Cover cropping can positively impact several aspects of a healthy agricultural system, including reducing soil erosion, improving water quality, facilitating weed management, and providing habitat for beneficials and pollinators. However, in the upper Midwest, with its short growing season and unpredictable weather, intensifying cover crops across the rotation can be challenging. In this session, we will discuss some of the strategies we’ve researched at UW-Madison and how farmers have integrated these practices into their rotations, including interseeding into corn and cereal grains, managing cover crops as weed suppressive mulches, and utilizing intensive cover crop fallow/grazing phases as weed management tools.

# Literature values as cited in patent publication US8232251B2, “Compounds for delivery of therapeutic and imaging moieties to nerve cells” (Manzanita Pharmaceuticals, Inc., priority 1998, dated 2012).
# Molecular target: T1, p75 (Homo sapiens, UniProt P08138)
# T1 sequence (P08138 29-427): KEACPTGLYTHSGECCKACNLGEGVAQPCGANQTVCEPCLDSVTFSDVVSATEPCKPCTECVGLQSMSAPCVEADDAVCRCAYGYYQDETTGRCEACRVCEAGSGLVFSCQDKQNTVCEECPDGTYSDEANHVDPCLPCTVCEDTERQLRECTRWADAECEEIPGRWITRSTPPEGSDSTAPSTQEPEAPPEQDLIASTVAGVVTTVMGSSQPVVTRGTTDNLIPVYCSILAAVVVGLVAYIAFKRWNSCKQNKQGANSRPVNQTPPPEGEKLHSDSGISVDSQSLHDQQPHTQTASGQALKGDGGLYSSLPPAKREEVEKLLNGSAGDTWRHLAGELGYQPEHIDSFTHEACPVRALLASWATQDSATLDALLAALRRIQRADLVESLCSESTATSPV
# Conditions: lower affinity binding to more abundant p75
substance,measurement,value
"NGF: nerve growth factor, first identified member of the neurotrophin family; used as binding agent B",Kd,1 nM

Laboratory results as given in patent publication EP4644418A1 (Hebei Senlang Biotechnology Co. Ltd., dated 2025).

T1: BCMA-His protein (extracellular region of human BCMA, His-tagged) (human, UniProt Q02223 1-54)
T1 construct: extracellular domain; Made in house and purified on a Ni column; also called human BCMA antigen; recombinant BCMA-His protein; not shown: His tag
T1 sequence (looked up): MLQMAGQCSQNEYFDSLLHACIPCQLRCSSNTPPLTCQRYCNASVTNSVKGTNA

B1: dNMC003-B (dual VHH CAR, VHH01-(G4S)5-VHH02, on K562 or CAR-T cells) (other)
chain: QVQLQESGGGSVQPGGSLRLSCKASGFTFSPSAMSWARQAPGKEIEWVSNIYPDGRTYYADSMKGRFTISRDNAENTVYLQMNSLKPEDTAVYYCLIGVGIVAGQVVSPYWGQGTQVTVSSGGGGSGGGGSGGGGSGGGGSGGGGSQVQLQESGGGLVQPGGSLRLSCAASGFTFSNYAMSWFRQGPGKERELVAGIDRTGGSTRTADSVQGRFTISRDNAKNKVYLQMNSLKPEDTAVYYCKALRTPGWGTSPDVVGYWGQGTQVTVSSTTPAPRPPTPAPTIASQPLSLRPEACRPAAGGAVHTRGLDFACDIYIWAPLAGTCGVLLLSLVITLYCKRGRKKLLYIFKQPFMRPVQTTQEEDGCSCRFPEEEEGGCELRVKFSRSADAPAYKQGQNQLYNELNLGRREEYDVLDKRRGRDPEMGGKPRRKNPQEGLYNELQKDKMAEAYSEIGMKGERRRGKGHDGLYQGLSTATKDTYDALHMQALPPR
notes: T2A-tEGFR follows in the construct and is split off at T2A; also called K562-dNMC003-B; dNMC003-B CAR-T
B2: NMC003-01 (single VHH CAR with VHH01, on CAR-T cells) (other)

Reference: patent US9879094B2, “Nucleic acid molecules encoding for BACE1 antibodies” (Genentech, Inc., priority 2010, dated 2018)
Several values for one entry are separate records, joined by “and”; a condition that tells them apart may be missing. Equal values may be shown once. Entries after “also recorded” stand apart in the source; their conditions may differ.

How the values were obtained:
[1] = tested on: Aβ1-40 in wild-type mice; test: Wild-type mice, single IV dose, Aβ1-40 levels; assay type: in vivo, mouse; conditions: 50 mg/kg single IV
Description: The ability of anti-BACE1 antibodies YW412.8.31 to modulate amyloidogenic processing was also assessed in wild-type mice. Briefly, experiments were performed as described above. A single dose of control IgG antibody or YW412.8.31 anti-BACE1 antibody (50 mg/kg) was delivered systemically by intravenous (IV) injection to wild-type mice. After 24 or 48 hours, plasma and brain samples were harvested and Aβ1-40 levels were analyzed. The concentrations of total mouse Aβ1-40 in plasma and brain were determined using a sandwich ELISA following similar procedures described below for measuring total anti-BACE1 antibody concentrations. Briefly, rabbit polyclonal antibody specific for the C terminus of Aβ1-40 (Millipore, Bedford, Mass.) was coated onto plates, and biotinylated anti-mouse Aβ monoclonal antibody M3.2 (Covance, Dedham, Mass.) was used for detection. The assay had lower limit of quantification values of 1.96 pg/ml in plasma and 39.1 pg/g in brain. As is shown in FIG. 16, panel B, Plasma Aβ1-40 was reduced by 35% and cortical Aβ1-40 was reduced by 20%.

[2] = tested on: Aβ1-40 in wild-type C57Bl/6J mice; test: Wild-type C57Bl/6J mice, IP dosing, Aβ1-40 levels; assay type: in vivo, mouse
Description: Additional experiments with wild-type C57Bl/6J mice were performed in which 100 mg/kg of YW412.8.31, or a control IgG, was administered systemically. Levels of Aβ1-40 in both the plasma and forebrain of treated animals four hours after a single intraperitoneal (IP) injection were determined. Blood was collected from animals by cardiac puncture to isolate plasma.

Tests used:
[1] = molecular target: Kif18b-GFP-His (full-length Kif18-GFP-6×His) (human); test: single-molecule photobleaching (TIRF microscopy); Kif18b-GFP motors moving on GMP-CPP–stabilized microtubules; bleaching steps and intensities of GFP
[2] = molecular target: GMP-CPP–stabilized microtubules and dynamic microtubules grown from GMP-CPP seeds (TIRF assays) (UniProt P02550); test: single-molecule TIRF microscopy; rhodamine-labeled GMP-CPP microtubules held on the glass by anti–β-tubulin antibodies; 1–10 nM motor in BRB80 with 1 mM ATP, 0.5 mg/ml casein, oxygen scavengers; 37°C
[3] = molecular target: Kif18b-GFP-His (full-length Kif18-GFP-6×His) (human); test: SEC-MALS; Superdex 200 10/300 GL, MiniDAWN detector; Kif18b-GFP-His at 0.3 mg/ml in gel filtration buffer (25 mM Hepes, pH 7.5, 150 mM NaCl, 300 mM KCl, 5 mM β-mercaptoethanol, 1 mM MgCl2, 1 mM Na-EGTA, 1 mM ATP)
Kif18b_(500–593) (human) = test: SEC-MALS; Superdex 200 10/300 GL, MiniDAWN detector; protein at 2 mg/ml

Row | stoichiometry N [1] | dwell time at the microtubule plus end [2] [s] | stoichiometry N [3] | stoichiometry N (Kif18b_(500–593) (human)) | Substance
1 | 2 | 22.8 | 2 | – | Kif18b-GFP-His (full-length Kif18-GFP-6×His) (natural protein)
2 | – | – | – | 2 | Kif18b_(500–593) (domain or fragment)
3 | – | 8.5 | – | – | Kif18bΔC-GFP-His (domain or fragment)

Léa is a research specialist in organic and sustainable agriculture at UW-Madison where she manages field operations at the Arlington Agricultural Research Station for the Silva lab. She obtained her M.S. in agronomy and agroecology in 2016 and her research focuses on tillage reduction in organic row crop production in the Midwest. Léa is generally interested in sustainable crop production and works to maintain close relationships with farmers to help motivate and inform her research.